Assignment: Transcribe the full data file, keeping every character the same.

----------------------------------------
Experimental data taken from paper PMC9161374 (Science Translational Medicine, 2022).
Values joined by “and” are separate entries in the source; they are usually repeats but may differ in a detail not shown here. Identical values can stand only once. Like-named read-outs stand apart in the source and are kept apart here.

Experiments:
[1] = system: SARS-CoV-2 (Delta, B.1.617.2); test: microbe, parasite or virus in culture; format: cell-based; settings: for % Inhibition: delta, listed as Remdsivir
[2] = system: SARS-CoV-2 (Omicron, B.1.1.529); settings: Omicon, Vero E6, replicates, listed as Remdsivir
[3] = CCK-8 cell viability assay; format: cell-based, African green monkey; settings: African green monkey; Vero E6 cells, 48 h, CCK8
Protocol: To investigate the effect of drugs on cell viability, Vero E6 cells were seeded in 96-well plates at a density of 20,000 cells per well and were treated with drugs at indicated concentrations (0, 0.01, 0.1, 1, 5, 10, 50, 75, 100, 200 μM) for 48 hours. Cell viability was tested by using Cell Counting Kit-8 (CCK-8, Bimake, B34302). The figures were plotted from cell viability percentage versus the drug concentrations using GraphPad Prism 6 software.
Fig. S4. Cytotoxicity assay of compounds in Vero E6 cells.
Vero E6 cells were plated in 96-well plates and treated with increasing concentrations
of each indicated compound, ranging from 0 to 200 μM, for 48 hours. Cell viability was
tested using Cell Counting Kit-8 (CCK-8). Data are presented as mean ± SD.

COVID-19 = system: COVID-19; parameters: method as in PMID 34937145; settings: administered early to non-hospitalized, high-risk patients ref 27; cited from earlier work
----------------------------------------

Experimental data taken from paper PMC9161374 (Science Translational Medicine, 2022).
Values joined by “and” are separate entries in the source; they are usually repeats but may differ in a detail not shown here. Identical values can stand only once. Like-named read-outs stand apart in the source and are kept apart here.

Experiments:
[1] = system: SARS-CoV-2 (Delta, B.1.617.2); test: microbe, parasite or virus in culture; format: cell-based; settings: for % Inhibition: delta, listed as Remdsivir
[2] = system: SARS-CoV-2 (Omicron, B.1.1.529); settings: Omicon, Vero E6, replicates, listed as Remdsivir
[3] = CCK-8 cell viability assay; format: cell-based, African green monkey; settings: African green monkey; Vero E6 cells, 48 h, CCK8
Protocol: To investigate the effect of drugs on cell viability, Vero E6 cells were seeded in 96-well plates at a density of 20,000 cells per well and were treated with drugs at indicated concentrations (0, 0.01, 0.1, 1, 5, 10, 50, 75, 100, 200 μM) for 48 hours. Cell viability was tested by using Cell Counting Kit-8 (CCK-8, Bimake, B34302). The figures were plotted from cell viability percentage versus the drug concentrations using GraphPad Prism 6 software.
Fig. S4. Cytotoxicity assay of compounds in Vero E6 cells.
Vero E6 cells were plated in 96-well plates and treated with increasing concentrations
of each indicated compound, ranging from 0 to 200 μM, for 48 hours. Cell viability was
tested using Cell Counting Kit-8 (CCK-8). Data are presented as mean ± SD.

COVID-19 = system: COVID-19; parameters: method as in PMID 34937145; settings: administered early to non-hospitalized, high-risk patients ref 27; cited from earlier work